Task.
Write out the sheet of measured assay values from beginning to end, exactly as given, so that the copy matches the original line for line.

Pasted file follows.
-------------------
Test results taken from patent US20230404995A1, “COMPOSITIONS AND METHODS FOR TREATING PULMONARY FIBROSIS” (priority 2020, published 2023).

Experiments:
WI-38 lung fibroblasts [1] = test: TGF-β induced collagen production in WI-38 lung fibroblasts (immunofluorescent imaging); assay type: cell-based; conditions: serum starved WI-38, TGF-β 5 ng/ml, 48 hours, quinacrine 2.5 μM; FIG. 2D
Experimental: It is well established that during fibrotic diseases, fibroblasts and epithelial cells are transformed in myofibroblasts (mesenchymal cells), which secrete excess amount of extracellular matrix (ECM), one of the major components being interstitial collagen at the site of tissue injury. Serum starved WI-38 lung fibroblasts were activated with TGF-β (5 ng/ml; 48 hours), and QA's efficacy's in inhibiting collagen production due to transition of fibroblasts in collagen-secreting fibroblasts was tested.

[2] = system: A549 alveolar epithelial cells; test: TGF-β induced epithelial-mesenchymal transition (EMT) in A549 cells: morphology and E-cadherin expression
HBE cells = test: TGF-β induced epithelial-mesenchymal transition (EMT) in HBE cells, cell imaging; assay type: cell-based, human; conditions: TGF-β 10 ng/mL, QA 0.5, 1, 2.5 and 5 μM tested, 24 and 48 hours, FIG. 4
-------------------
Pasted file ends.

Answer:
Test results taken from patent US20230404995A1, “COMPOSITIONS AND METHODS FOR TREATING PULMONARY FIBROSIS” (priority 2020, published 2023).

Experiments:
WI-38 lung fibroblasts [1] = test: TGF-β induced collagen production in WI-38 lung fibroblasts (immunofluorescent imaging); assay type: cell-based; conditions: serum starved WI-38, TGF-β 5 ng/ml, 48 hours, quinacrine 2.5 μM; FIG. 2D
Experimental: It is well established that during fibrotic diseases, fibroblasts and epithelial cells are transformed in myofibroblasts (mesenchymal cells), which secrete excess amount of extracellular matrix (ECM), one of the major components being interstitial collagen at the site of tissue injury. Serum starved WI-38 lung fibroblasts were activated with TGF-β (5 ng/ml; 48 hours), and QA's efficacy's in inhibiting collagen production due to transition of fibroblasts in collagen-secreting fibroblasts was tested.

[2] = system: A549 alveolar epithelial cells; test: TGF-β induced epithelial-mesenchymal transition (EMT) in A549 cells: morphology and E-cadherin expression
HBE cells = test: TGF-β induced epithelial-mesenchymal transition (EMT) in HBE cells, cell imaging; assay type: cell-based, human; conditions: TGF-β 10 ng/mL, QA 0.5, 1, 2.5 and 5 μM tested, 24 and 48 hours, FIG. 4